As a writer it is difficult to know how much to borrow from the people around you. I often have stabs of conscience regarding writing about the children on my blog, particularly as I use their names (I’m not a big fan of calling them child 1 / child 2 or anything).
I rarely share stuff about my husband or friends, particularly not names or specifics. But utilising stories, that’s different. I need other people’s lives and experiences. I have a great set of my own memories to draw upon – I’ve had a varied and not always easy life – but there are also many things I haven’t done that my friends have.
I have a doctor friend, two teacher friends, a nurse. They share titbits about their lives that I end up weaving into stories. Never the exact tale, certainly never exact people, but definitely flavours. And it does make me feel uncomfortable. How else to find stories though?
Right now I am borrowing my husband’s memories, combined with my own, to write Ruth’s story in Two-Hundred Steps Home. My father suffered from cancer and eventually lost his battle (not specifically with cancer, but associated complications). My relationship with my father was rocky, though, and I live more with the guilt of not doing enough, than with the memories of caring for him. If I’m honest I could have done more and been with him more, but he didn’t want to burden us with how bad it really was and it was too easy to take him at his word.
My husband lost his mother to a brain tumour, a year or two before I met him. They were very close and he felt the loss deeply. He has spoken of it many times and the memories of his last few months with her are raw and beautiful.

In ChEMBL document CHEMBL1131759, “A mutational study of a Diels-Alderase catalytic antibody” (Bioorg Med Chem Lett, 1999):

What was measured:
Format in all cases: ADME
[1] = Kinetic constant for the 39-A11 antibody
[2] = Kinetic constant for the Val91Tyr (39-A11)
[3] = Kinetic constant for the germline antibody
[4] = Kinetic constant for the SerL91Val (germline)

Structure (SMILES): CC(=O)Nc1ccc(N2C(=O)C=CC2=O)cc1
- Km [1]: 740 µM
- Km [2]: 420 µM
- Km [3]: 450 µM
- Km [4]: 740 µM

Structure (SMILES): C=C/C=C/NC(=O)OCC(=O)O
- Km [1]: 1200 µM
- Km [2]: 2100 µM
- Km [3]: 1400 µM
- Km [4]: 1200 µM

I haven’t recreated either scenario completely in Two-Hundred Steps Home (or in the Nanowrimo manuscript I wrote last November, that also features hospital scenes), but I do ask Hubbie about details to make my stories authentic. It feels wrong, though, to ask personal questions just for the sake of my writing. When does it stop being acceptable and become a bit icky? I suppose that’s one of the many unanswerable questions that comes with being a writer.
Below is the next installment in my novel Two-Hundred Steps Home: written in daily posts since 1st January as part of my 2013 365 Challenge. Read about the challenge here.You can catch up by downloading the free ebook volumes on the right hand side of the blog:
“Mummy, Auntie Claire says she’ll pay for me to go to ballet again, can I go, can I, please?”
Sky’s rush of words made Claire’s tummy squirm. She looked up guiltily at Ruth, remembering her thoughts about why the ballet lessons had stopped. Don’t say anything spiteful about the ballet teacher, for goodness sake. Then Sky is bound to tell you she met up with her father and said ballet teacher’s baby.
The morning with Sky and Ruth had not been an easy one. Sky’s chatter, irritating at the best of times, came with the added burden of fear, worrying what titbit from her ten days with Claire she might toss out for Ruth’s entertainment. On top of that, Claire could see her sister was sagging under the weight of endless words, but didn’t want to let her daughter out of her sight.